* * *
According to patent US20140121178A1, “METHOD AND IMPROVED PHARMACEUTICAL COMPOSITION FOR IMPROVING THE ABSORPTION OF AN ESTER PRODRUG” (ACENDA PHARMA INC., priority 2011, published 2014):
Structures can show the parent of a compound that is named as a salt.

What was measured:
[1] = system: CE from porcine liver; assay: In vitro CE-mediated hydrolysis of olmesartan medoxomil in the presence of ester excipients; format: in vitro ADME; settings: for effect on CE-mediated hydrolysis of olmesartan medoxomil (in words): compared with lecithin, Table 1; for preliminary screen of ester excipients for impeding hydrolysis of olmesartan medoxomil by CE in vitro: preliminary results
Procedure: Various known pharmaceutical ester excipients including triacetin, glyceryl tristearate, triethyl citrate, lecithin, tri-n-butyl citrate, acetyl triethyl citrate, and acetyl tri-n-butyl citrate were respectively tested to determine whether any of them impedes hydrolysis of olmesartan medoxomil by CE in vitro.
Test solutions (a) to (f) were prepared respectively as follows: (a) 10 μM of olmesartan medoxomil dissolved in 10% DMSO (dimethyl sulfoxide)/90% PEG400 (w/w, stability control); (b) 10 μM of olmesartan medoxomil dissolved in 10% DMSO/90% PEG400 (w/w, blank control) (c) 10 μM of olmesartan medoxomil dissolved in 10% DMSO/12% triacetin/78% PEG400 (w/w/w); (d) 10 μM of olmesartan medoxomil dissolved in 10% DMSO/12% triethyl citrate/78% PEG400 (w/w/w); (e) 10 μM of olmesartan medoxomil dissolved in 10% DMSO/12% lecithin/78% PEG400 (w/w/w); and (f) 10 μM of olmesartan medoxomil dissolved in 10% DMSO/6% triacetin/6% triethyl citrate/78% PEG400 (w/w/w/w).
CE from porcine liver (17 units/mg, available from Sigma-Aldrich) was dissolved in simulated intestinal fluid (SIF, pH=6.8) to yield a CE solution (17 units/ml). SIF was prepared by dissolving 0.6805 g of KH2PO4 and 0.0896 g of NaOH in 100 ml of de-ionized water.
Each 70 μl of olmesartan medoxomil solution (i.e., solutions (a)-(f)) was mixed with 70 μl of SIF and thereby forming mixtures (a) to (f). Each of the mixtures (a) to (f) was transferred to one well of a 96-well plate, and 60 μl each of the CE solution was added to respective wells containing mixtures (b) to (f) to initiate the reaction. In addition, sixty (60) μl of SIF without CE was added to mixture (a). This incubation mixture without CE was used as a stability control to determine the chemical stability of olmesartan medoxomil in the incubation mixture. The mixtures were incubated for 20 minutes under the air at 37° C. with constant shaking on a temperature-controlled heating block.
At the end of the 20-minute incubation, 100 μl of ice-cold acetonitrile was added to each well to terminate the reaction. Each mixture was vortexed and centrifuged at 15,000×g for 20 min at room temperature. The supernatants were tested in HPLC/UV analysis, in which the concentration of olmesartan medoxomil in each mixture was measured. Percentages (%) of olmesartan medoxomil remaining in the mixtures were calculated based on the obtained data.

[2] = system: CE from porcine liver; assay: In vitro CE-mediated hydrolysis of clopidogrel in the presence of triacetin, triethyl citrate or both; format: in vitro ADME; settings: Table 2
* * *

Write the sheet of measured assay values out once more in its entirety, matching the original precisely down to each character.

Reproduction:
According to patent US20140121178A1, “METHOD AND IMPROVED PHARMACEUTICAL COMPOSITION FOR IMPROVING THE ABSORPTION OF AN ESTER PRODRUG” (ACENDA PHARMA INC., priority 2011, published 2014):
Structures can show the parent of a compound that is named as a salt.

What was measured:
[1] = system: CE from porcine liver; assay: In vitro CE-mediated hydrolysis of olmesartan medoxomil in the presence of ester excipients; format: in vitro ADME; settings: for effect on CE-mediated hydrolysis of olmesartan medoxomil (in words): compared with lecithin, Table 1; for preliminary screen of ester excipients for impeding hydrolysis of olmesartan medoxomil by CE in vitro: preliminary results
Procedure: Various known pharmaceutical ester excipients including triacetin, glyceryl tristearate, triethyl citrate, lecithin, tri-n-butyl citrate, acetyl triethyl citrate, and acetyl tri-n-butyl citrate were respectively tested to determine whether any of them impedes hydrolysis of olmesartan medoxomil by CE in vitro.
Test solutions (a) to (f) were prepared respectively as follows: (a) 10 μM of olmesartan medoxomil dissolved in 10% DMSO (dimethyl sulfoxide)/90% PEG400 (w/w, stability control); (b) 10 μM of olmesartan medoxomil dissolved in 10% DMSO/90% PEG400 (w/w, blank control) (c) 10 μM of olmesartan medoxomil dissolved in 10% DMSO/12% triacetin/78% PEG400 (w/w/w); (d) 10 μM of olmesartan medoxomil dissolved in 10% DMSO/12% triethyl citrate/78% PEG400 (w/w/w); (e) 10 μM of olmesartan medoxomil dissolved in 10% DMSO/12% lecithin/78% PEG400 (w/w/w); and (f) 10 μM of olmesartan medoxomil dissolved in 10% DMSO/6% triacetin/6% triethyl citrate/78% PEG400 (w/w/w/w).
CE from porcine liver (17 units/mg, available from Sigma-Aldrich) was dissolved in simulated intestinal fluid (SIF, pH=6.8) to yield a CE solution (17 units/ml). SIF was prepared by dissolving 0.6805 g of KH2PO4 and 0.0896 g of NaOH in 100 ml of de-ionized water.
Each 70 μl of olmesartan medoxomil solution (i.e., solutions (a)-(f)) was mixed with 70 μl of SIF and thereby forming mixtures (a) to (f). Each of the mixtures (a) to (f) was transferred to one well of a 96-well plate, and 60 μl each of the CE solution was added to respective wells containing mixtures (b) to (f) to initiate the reaction. In addition, sixty (60) μl of SIF without CE was added to mixture (a). This incubation mixture without CE was used as a stability control to determine the chemical stability of olmesartan medoxomil in the incubation mixture. The mixtures were incubated for 20 minutes under the air at 37° C. with constant shaking on a temperature-controlled heating block.
At the end of the 20-minute incubation, 100 μl of ice-cold acetonitrile was added to each well to terminate the reaction. Each mixture was vortexed and centrifuged at 15,000×g for 20 min at room temperature. The supernatants were tested in HPLC/UV analysis, in which the concentration of olmesartan medoxomil in each mixture was measured. Percentages (%) of olmesartan medoxomil remaining in the mixtures were calculated based on the obtained data.

[2] = system: CE from porcine liver; assay: In vitro CE-mediated hydrolysis of clopidogrel in the presence of triacetin, triethyl citrate or both; format: in vitro ADME; settings: Table 2